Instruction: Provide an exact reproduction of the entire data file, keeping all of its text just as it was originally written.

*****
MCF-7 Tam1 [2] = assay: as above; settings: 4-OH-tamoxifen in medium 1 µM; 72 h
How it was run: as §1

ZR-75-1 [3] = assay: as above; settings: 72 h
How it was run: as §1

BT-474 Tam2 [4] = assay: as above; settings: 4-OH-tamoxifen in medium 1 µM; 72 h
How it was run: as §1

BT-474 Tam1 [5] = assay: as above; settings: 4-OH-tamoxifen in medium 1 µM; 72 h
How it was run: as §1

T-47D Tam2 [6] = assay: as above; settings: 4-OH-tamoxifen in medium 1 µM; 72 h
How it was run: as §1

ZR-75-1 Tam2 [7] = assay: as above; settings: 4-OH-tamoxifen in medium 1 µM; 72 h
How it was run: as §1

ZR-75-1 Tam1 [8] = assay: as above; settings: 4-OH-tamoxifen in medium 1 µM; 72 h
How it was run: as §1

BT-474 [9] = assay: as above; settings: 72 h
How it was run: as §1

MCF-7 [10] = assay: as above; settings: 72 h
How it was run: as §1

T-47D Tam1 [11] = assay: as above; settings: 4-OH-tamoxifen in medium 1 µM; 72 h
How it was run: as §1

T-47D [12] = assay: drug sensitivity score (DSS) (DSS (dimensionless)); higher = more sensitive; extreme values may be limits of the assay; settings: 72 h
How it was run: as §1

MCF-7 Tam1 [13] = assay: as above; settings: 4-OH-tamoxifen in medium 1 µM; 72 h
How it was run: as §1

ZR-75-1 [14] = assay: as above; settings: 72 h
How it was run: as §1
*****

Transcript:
MCF-7 Tam1 [2] = assay: as above; settings: 4-OH-tamoxifen in medium 1 µM; 72 h
How it was run: as §1

ZR-75-1 [3] = assay: as above; settings: 72 h
How it was run: as §1

BT-474 Tam2 [4] = assay: as above; settings: 4-OH-tamoxifen in medium 1 µM; 72 h
How it was run: as §1

BT-474 Tam1 [5] = assay: as above; settings: 4-OH-tamoxifen in medium 1 µM; 72 h
How it was run: as §1

T-47D Tam2 [6] = assay: as above; settings: 4-OH-tamoxifen in medium 1 µM; 72 h
How it was run: as §1

ZR-75-1 Tam2 [7] = assay: as above; settings: 4-OH-tamoxifen in medium 1 µM; 72 h
How it was run: as §1

ZR-75-1 Tam1 [8] = assay: as above; settings: 4-OH-tamoxifen in medium 1 µM; 72 h
How it was run: as §1

BT-474 [9] = assay: as above; settings: 72 h
How it was run: as §1

MCF-7 [10] = assay: as above; settings: 72 h
How it was run: as §1

T-47D Tam1 [11] = assay: as above; settings: 4-OH-tamoxifen in medium 1 µM; 72 h
How it was run: as §1

T-47D [12] = assay: drug sensitivity score (DSS) (DSS (dimensionless)); higher = more sensitive; extreme values may be limits of the assay; settings: 72 h
How it was run: as §1

MCF-7 Tam1 [13] = assay: as above; settings: 4-OH-tamoxifen in medium 1 µM; 72 h
How it was run: as §1

ZR-75-1 [14] = assay: as above; settings: 72 h
How it was run: as §1